7 Ways to Grow Your Business Without Spending Any Money

I recently overheard a business owner lamenting that he was spending over $1,400 a month on Yellow Pages advertising with little to show for it. I don’t know what his definition of ‘little to show for it’ was and I don’t think he did either. But, in his next breath, I heard him say that he’s ‘got to do it’ to stay in front of his prospects.

You definitely want to stay in front of your prospects. But, the sad and scary truth is that in today’s economy you can’t afford guesswork. Instead, you must think of every dollar you spend in your business as an investment. As such, you should demand the highest return on your investment possible.

Here’s 7 ways to get just that without spending any money:

1) Measure Everything
Don’t operate on generalities. You’re not a big company that can afford to drop two million dollars on a Super Bowl ad just to make people laugh but doesn’t generate any measurable business.
Know, down to the percentage point, how each marketing activity performs. Doing anything else is like throwing darts in a pitch black room. Sure, you might hit a bulls-eye, but you’ll never know it.
Example: Yellow Pages ads can be measured with a phone number and extension. When that extension rings you know it’s coming from your Yellow Pages ad. On your website install Google Analytics (it’s free) to monitor where your visitors are coming from, which pages they visit, for how long, etc. On newspaper or trade magazine advertisements direct the prospect to a free report on your website. There are all sorts of ways to measure how an ad is performing. The simpler the better.

2) Maximize
Measuring may be boring, but it lays the groundwork for the next, profitable step: maximizing.
Example: One client had a newsletter on their website. First, they started measuring how many visitors were coming to their website (which they weren’t doing to start with). Then, they maximized.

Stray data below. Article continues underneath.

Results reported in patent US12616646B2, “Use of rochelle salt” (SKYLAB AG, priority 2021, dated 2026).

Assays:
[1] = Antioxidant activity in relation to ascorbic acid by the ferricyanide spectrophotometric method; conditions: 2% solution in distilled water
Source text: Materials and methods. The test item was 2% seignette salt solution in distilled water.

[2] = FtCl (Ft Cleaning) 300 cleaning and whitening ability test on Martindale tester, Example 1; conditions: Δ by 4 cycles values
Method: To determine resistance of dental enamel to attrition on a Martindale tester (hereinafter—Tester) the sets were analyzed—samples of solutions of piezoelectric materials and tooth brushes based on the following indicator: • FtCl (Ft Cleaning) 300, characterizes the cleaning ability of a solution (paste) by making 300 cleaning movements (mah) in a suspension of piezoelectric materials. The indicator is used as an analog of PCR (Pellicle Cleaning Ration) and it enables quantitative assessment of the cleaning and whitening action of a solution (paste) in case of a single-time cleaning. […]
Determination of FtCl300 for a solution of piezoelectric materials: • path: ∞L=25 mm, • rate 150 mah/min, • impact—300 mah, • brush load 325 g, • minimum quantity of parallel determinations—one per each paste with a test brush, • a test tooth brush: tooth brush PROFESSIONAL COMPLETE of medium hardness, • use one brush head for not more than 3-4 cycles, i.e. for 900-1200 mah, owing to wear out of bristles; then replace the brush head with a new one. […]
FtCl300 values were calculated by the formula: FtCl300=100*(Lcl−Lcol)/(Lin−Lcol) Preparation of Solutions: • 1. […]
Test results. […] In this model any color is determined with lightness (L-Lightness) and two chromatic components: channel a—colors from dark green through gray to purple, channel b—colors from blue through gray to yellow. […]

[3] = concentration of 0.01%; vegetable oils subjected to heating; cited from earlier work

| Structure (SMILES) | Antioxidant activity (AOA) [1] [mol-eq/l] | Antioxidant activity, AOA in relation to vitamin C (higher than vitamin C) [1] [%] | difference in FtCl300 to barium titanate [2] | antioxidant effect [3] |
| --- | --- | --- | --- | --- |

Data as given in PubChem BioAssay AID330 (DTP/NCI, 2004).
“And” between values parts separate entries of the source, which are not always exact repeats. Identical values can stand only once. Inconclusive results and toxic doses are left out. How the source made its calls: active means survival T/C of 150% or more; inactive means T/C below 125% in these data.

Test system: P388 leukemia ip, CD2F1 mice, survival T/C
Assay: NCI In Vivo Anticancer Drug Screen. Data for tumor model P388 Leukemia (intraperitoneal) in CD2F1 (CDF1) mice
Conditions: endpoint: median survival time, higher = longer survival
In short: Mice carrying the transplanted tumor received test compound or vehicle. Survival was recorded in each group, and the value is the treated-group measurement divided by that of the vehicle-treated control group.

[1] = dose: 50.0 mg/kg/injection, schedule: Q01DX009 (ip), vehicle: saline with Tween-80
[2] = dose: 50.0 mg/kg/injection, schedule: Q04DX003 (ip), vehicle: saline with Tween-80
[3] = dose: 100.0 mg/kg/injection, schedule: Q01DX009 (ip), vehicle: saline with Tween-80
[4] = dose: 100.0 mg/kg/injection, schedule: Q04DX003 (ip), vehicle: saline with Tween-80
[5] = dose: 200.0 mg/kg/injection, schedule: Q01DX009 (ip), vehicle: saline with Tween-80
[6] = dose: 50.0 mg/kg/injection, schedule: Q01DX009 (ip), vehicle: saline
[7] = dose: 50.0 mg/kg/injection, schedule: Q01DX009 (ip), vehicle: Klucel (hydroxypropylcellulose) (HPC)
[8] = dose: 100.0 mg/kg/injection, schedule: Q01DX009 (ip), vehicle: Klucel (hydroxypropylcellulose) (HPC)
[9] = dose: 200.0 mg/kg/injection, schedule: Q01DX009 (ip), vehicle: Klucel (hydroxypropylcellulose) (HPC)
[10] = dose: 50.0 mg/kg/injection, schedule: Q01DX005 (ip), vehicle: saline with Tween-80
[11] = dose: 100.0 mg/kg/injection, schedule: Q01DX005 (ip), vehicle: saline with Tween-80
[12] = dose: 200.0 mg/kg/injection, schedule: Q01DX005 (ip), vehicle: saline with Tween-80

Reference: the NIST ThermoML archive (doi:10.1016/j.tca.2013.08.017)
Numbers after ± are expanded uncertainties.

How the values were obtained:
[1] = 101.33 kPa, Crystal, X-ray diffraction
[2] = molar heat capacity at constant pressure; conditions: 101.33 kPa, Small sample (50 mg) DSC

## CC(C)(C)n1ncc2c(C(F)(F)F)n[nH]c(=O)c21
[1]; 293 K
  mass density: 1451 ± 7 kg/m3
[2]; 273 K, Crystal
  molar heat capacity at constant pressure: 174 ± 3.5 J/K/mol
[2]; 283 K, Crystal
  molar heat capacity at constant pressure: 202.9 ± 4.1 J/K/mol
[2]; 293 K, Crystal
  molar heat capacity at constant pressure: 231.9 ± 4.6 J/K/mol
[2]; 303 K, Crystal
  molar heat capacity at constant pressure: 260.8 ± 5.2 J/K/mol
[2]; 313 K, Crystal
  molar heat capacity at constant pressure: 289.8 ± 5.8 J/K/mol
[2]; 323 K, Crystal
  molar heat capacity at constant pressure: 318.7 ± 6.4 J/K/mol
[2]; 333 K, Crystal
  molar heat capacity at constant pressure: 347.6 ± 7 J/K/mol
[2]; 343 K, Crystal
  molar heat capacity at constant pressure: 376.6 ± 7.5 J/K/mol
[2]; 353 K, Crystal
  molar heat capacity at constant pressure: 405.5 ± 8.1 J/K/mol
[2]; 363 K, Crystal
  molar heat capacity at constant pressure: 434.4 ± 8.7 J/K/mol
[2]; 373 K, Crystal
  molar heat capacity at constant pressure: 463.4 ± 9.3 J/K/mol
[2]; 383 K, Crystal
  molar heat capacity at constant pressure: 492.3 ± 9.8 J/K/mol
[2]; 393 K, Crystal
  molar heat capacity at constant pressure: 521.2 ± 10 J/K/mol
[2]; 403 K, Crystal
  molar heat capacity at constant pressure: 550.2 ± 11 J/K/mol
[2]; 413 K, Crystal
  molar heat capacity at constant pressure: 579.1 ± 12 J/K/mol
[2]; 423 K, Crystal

They tested a one word change on the opt-in page for the newsletter. It increased subscriptions over 20%. This one word change resulted in a five figure revenue increase that year.

The great part is, this is just one area. Imagine what is possible when you start getting 10% to 20% improvements in dozens of areas of your business? You don’t need breakthroughs; you just need incremental improvements in numerous areas. It’s this kind of thinking that allows you to double in a year or two when your competition is still trying to figure out what the heck is going on.

3) Joint Ventures
Where do your potential customers and prospects congregate, what hobbies do they have, etc?
Example: Disney knew their customers (kids and parents) ate fast food. They went to McDonalds and made a no risk deal that benefited both parties: let’s put a toy in the Happy Meal. Now, if a kid gets a Happy Meal but hasn’t seen the movie the toy might prompt the child to ask Mommy to go see the movie, then buy the DVD. Or, vice-versa, child has seen movie but knows he can get the action figure only by getting a Happy Meal.

As a small business, these deals are just as profitable and even easier to put together.

4) Proactive Referral Program